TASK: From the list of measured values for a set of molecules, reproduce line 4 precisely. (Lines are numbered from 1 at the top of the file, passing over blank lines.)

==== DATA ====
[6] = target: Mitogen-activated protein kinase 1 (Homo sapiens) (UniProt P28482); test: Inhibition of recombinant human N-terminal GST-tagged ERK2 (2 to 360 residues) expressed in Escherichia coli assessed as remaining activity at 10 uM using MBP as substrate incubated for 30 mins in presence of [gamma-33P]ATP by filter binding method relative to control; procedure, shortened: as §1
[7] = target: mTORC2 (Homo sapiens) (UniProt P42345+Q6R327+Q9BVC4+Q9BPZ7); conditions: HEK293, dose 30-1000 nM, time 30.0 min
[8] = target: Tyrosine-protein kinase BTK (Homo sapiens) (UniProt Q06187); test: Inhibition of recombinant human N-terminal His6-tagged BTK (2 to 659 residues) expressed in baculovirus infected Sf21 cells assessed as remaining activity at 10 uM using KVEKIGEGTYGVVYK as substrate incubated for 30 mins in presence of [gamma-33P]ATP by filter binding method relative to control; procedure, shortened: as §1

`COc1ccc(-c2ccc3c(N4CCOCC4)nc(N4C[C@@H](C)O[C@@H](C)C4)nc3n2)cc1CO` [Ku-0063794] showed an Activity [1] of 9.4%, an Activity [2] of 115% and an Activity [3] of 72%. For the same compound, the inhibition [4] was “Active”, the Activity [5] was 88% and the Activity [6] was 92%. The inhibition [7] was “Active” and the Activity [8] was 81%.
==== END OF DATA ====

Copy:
`COc1ccc(-c2ccc3c(N4CCOCC4)nc(N4C[C@@H](C)O[C@@H](C)C4)nc3n2)cc1CO` [Ku-0063794] showed an Activity [1] of 9.4%, an Activity [2] of 115% and an Activity [3] of 72%. For the same compound, the inhibition [4] was “Active”, the Activity [5] was 88% and the Activity [6] was 92%. The inhibition [7] was “Active” and the Activity [8] was 81%.